UNESCO Edinburgh City of Literature

The cows have arrived at the capital's CowParade, bringing with them Moo Moo Ramotswe, Edinburgh's very own literary cow. Celebrating the city's status as the world's first UNESCO City of Literature and sponsored by the charitable trust City of Literature and the Edinburgh International Book Festival, Moo Moo is happily grazing in East Princes Street Gardens, in the shadow of the Walter Scott monument. Trot along to see her until 25 July, and see if you can figure out just which famous Scottish novels are featured curling round her bovine body...

Edinburgh was awarded City of Literature status to celebrate its rich literary heritage and thriving contemporary book scene. The City of Literature Trust works to raise the profile of books in everyday life, and to create a worldwide network of cities discovering their own literary identities.

The City of Literature designation - which is permanent - was the culmination of two years' work by a dedicated group of people working within the literature sector in Scotland, who had conceived and developed the idea and presented it to UNESCO for validation. This group had the support of the Scottish Executive, Scottish Arts Council and City of Edinburgh Council, and was seed funded by the Scottish Arts Council.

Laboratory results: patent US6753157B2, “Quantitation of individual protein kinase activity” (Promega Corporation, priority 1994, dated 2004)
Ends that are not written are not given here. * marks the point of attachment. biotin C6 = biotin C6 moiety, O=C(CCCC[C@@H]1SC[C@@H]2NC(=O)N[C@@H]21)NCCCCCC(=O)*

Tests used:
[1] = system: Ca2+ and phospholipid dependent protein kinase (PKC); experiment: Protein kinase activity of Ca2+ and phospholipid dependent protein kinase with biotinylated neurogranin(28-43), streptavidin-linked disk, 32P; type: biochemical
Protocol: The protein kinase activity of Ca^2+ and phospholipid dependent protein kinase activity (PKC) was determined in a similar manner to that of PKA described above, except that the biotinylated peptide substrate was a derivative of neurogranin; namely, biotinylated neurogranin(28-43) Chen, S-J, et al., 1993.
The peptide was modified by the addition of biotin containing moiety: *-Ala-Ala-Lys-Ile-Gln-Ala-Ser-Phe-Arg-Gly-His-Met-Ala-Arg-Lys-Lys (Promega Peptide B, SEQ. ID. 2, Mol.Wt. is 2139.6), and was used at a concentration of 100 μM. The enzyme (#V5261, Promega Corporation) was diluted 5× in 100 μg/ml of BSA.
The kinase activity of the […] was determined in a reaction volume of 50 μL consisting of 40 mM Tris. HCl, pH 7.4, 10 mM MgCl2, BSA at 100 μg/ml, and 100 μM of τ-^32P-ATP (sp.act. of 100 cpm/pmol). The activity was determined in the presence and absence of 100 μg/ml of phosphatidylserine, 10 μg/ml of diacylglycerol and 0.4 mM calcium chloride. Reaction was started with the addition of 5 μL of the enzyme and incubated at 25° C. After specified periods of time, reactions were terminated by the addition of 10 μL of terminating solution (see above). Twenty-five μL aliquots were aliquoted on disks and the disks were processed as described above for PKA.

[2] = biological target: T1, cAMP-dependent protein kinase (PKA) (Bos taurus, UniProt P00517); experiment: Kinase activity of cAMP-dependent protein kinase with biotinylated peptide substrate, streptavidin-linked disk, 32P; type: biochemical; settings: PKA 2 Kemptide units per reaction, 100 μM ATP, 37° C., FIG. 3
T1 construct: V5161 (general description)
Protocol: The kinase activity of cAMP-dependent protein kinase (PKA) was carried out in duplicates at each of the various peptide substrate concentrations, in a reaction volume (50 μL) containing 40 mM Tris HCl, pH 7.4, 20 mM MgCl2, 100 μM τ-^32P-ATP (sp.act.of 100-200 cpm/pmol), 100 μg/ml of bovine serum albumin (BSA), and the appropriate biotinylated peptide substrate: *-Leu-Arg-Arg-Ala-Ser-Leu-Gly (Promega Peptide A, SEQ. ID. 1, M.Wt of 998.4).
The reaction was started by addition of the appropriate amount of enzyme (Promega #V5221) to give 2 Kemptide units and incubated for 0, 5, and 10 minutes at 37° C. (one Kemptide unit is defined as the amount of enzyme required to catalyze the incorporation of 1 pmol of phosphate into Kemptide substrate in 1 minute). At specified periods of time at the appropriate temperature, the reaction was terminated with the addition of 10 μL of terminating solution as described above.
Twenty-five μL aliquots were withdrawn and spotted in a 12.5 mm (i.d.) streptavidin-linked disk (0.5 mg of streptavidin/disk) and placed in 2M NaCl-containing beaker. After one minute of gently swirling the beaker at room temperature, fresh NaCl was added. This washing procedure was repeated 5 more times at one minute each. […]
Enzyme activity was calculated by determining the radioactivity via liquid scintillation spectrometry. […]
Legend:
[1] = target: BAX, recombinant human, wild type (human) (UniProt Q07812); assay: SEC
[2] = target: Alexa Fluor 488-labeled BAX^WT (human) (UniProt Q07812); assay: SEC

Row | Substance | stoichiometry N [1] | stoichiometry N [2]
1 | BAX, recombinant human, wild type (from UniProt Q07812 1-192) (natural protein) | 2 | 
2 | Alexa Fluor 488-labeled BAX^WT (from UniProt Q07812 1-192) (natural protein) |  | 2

Edinburgh is often described as a city built on books. It has historically been a world centre of publishing – the first printing press in the city was set up in 1507, the Encylopaedia Britannica was founded and first published here, and Edinburgh writers have created literary characters with a worldwide following, from Conan Doyle's Sherlock Holmes and J.M. Barrie's Peter Pan to Robert Louis Stevenson's archetype of duality, Dr Jekyll and Mr Hyde.

Edinburgh has a rich literary history, a thriving contemporary scene and bold aspirations for the future. Here's what four of Edinburgh's writers have to say about the City of Literature:

J.K. Rowling: 'It's impossible to live in Edinburgh without sensing its literary heritage everywhere. It seems eminently sensible to me to recognise this, along with the contemporary literary life here, with a permanent title that can inspire and inform other places around the world.'

Dame Muriel Spark: 'The Edinburgh of my youth was always, by tradition, considered the home of reason, tolerance, enlightenment and literature. This feeling persists. Edinburgh is a city of books and learning, open to all knowledge.'

Ian Rankin: 'I feel part of a tradition which is as vibrant now as ever before. Edinburgh remains a city of the mind, a writer's city.'

Alexander McCall Smith: 'I am delighted that the literary associations of this city have been internationally recognised in this way. Such recognition is, I think, deserved, as outside interest in Scottish literature is at as high a level as it has ever been.'